Faced with the most dramatic challenge of his career amid a global pandemic, Ed Markey rallied progressives online to take action.
Written by Paul Bologna (Creative Director and Digital Communications Director) and Nicole Bardasz (Deputy Digital Communications Director) of the Ed Markey for U.S. Senate campaign
In the fall of 2019, incumbent U.S. Senator Ed Markey of Massachusetts was polling 17 points behind his challenger, Congressman Joe Kennedy III. No Kennedy had ever lost a race in Massachusetts. A year later, Markey trounced Kennedy by 11 points in an election that saw the highest voter turnout in the state’s history.
Ed Markey was 26 years old when he was first elected as a state legislator. He would spend his career advocating for progressive and liberal causes, led on issues such as nuclear disarmament, Alzheimer’s research, and internet access, took good votes and some bad votes, delivered for his constituents, and always championed climate action.
Markey‘s campaign manager, John Walsh, set out to create a digitally-infused campaign, with a digital team that would integrate with and empower each department while driving campaign communications. An early investment in production equipment and talented young staff, mainly women who had just graduated college, gave the team an edge.
For political movements to be effective, they need to take and occupy space. They need that space for organizing, to be visible to the public and the media, and to establish credibility. During the COVID-19 pandemic, the only space is virtual space. Markey was prepared to adapt his operation into an entirely digital campaign and his team was ready to organize an online community.
The digital team published hundreds of short, captioned videos, produced more than 100 livestreams, and delivered a bold and inclusive messaging strategy to get people to take action. The mantra was “righteous anger and radical hope” and it guided Markey’s messaging around the Green New Deal (which he co-authored with Congresswoman Alexandria Ocasio-Cortez), Medicare for All, COVID-19 relief, and social, racial, and economic justice. Markey spoke in fighting words, he asked people to join our movement, and he reached out to voters who believe that they deserve more from their government than what they are getting.
On news feeds saturated with injustice and tragedy, that righteous and authentic message was a welcome one. Progressives who had been aligned with the presidential campaigns of Bernie Sanders and Elizabeth Warren channeled their anger into renewable energy for Markey’s campaign.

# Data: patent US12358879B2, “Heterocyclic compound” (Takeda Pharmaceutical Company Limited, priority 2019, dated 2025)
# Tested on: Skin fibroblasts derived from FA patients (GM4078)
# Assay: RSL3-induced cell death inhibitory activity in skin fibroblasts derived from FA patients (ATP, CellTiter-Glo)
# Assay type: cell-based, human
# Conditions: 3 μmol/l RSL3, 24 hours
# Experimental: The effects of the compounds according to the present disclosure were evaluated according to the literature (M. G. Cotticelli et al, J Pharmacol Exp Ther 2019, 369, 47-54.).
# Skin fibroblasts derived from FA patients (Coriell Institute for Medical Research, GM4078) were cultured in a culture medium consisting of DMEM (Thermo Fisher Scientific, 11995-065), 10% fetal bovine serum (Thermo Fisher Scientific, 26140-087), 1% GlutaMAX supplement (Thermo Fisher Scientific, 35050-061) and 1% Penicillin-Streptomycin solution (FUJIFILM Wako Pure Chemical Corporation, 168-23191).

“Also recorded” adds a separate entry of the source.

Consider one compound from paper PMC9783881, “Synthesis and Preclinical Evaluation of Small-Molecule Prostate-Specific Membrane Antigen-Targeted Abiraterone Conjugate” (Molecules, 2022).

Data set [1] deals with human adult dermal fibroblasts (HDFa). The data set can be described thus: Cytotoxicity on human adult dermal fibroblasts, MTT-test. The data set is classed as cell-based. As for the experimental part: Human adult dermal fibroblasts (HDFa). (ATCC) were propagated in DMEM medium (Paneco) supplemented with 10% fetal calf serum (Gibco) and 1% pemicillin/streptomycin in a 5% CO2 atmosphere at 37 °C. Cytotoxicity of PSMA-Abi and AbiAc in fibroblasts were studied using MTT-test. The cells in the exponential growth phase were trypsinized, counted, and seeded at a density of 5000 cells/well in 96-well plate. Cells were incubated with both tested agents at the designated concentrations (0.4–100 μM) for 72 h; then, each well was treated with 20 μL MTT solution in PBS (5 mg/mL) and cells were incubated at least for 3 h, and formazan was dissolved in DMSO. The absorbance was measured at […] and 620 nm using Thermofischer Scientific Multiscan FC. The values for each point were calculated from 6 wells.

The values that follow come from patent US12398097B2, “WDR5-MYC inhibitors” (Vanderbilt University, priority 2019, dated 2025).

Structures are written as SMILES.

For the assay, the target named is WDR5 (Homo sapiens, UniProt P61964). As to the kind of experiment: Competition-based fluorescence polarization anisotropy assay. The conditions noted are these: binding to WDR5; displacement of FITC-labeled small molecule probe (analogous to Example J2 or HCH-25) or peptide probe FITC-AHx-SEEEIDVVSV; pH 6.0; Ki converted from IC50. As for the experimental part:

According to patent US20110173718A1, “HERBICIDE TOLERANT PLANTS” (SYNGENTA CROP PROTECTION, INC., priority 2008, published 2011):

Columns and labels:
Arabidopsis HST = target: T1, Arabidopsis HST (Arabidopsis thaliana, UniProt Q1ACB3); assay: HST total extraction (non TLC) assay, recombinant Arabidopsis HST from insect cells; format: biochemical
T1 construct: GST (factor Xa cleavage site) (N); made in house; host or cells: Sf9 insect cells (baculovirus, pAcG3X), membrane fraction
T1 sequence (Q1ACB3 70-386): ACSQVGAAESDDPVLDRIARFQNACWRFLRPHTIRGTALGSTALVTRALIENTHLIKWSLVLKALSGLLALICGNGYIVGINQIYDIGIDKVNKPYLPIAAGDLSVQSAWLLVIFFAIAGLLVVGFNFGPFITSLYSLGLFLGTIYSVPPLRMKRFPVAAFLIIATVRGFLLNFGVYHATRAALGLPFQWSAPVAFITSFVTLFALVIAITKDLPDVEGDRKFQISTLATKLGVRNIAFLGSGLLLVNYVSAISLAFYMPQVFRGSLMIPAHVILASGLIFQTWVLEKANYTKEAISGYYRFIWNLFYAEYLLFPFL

Markey’s message wasn’t calculated. He was honest in how he addressed systemic injustice and the hurt and anger that people feel. He spoke about his own upbringing, his family, and his home, “Where I’m from, no one expects to become a United States Senator.” He spoke to the young people who are afraid of what the future holds and who are suffering right now. Bold language translated into viral content. His campaign’s offbeat social media strategy embracing memes, vintage photos of young Ed, and quirky sayings endeared him to his followers. Young, online progressives all across the country felt seen and heard by this septuagenarian senator from Massachusetts.
Millenials and Zoomers, two generations of digital natives, were ready to go to battle. Encouraged by Ed Markey’s campaign, they organized in group chats and Slack channels, posted Markey memes, made the case for protecting a climate champion, shamed and embarrassed Markey’s opponent, and posted about and replied to news of the race with overwhelming force, sending thousands of people to volunteer and donate pages over the course of the campaign. People who had never paid attention to politics before, or had never even stepped foot in Massachusetts, found themselves scrolling through post after post about the father of the Green New Deal and his sneakers, wondering how they ended up on Ed Markey Twitter or TikTok.
Markey was witnessing the cavalry come over the hill and his campaign, fully adapted to an all-digital world, had volunteers breaking call records, raising small dollar donations, and turning out their friends and family to vote for a progressive fighter.
Ed Markey ran a campaign on the issues and on who he is: an experienced legislator from the working class. He offered solutions, provided a space for people to organize and take action, and he listened to the demands of a country suffering from racial injustice, the climate crisis, economic collapse, and a pandemic killing hundreds of thousands of Americans. His investment in an aggressive, organic, and in-house digital operation allowed his message and organizing structure to dominate digital spaces and win a resounding victory for the progressive left.
Paul Bologna (Creative Director and Digital Communications Director) and Nicole Bardasz (Deputy Digital Communications Director) of the Ed Markey for U.S. Senate campaign